• Increased autonomy 

  • Greater opportunities for advancement and leadership development

There are also lower nurse turnover rates in Magnet-designated hospitals.

For Patients

Magnet status indicates to patients that they can expect to receive exceptional care from a team of highly skilled and knowledgeable nurses who are committed to providing evidence-based, patient-centered care. Research has shown that patients in Magnet hospitals have better outcomes, such as:

  • Lower mortality rates

  • Lower fall rates

  • Lower hospital-acquired pressure ulcers 

  • Higher patient satisfaction scores

  • Lower nosocomial infections

  • Lower central line-associated bloodstream infection rates

For Hospitals

The benefits of Magnet status extend beyond patients and nurses to the hospitals themselves. 

Research shows that although obtaining Magnet status is expensive, the costs are offset by a higher net inpatient income. Magnet status is “associated with an increase of 2.46% in the inpatient costs and 3.89% in net inpatient revenue for all hospitals, and 2.1% and 3.2% for urban hospitals.”

Magnet Hospitals are often ranked among the nation’s best – e.g., in U.S. News & World Report’s annual list of “America’s Best Hospitals” and Fortune’s “100 Best Companies to Work For.” 

“Having Magnet status heightened our visibility in the community and state for being a leader for health care,” said Cabiria Lizarraga, RN, manager of telemetry at Sharp Grossmont Hospital in San Diego. “When people see we are a Magnet facility, they know the employer is committed to nursing excellence.”

Magnet Hospital Criticisms

But Magnet Hospitals are not without their critics. 

A study by the University of Maryland School of Nursing found that Magnet status had little to do with nurse working conditions, including work schedules, hours, and job demands.

The University of Maryland study also noted that, while nurses working in Magnet and non-Magnet Hospitals didn’t differ in most demographic characteristics, Magnet Hospitals employed far fewer nurses of color – just 9% compared with 16% in non-Magnet Hospitals.

And some critics say there’s no evidence that nurses at Magnet Hospitals are more empowered than their non-Magnet counterparts. 

How to Get a Job at a Magnet Hospital

Before submitting applications to Magnet Hospitals, you should know that they tend to be very selective in their hiring. Put bluntly: most give preference to RNs with BSN degrees

So the first and most obvious step to getting your foot in the door is earning a BSN. 

You should also show that you’re serious about professional development. Magnet hospitals are looking to advance the nursing profession, so they want nurses who strive for excellence in their field.

If you have any special awards or have taken leadership roles (like sitting on committees or suggesting new procedures), make sure that’s clear on your resume or in your interview.

It’s also smart to develop contacts at Magnet Hospitals by networking with HR personnel in the hospitals you’ve targeted, as well as the current nurses and managers. 

Popular Online Master of Science in Nursing (MSN) Programs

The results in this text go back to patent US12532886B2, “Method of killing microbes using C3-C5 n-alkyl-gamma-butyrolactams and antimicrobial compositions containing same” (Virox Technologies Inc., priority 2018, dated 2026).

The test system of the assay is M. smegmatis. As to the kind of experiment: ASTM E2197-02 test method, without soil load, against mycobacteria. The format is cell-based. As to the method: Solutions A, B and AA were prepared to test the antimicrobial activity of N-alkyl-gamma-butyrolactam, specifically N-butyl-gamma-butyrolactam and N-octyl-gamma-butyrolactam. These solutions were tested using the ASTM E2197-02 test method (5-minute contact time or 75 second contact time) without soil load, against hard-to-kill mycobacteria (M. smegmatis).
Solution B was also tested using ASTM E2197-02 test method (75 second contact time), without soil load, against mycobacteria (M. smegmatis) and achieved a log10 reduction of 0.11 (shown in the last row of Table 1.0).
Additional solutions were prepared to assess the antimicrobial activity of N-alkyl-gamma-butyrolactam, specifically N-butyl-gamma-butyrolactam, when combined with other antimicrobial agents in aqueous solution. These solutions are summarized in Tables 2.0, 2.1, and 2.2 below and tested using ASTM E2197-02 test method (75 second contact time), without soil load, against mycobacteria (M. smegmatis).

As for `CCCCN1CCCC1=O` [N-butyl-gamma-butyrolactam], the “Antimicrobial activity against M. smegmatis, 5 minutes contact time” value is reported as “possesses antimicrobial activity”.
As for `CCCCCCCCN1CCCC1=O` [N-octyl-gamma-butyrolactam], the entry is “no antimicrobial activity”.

Sponsored
Grand Canyon University

GCU's College of Nursing and Health Care Professions has a nearly 35-year tradition of preparing students to fill evolving healthcare roles as highly qualified professionals. GCU offers a full spectrum of nursing degrees, from a pre-licensure BSN degree to a Doctor of Nursing Practice (DNP) program.

Accreditation
CCNE
Location
Online
Prerequisite
RN Required

Enrollment: Nationwide

Western Governors University

WGU's award-winning online programs are created to help you succeed while graduating faster and with less debt. WGU is a CCNE accredited, nonprofit university offering nursing bachelor's and master's degrees.

Accreditation
CCNE
Location
Online
Prerequisite
RN Required

Enrollment: Nationwide

Purdue Global

At Purdue Global, discover a faster, more affordable way to earn your Nursing degree. Purdue Global is committed to keeping your tuition costs as low as possible and helping you find the most efficient path to your degree.

Accreditation
CCNE
Location
Online
Prerequisite
RN Required

Enrollment: Nationwide, but certain programs have state restrictions. Check with Purdue for details.

Walden University
Walden’s online programs for nursing meet rigorous standards for academic quality and integrity, and the School of Nursing teaching faculty all hold doctorates. With three degree completion options, you can choose a bachelor’s in nursing path that makes sense for your busy, unpredictable schedule.
Accreditation
CCNE
Location
Online
Prerequisite
RN Required

Enrollment: Nationwide, excluding NY, RI and CT. Certain programs have additional state restrictions. Check with Walden for details.

Sarah Jividen
RN, BSN
Sarah Jividen
Nurse.org Contributor

Sarah Jividen, RN, BSN, is a trained neuro/trauma and emergency room nurse turned freelance healthcare writer/editor. As a journalism major, she combined her love for writing with her passion for high-level patient care. Sarah is the creator of Health Writing Solutions, LLC, specializing in writing about healthcare topics, including health journalism, education, and evidence-based health and wellness trends. She lives in Northern California with her husband and two children.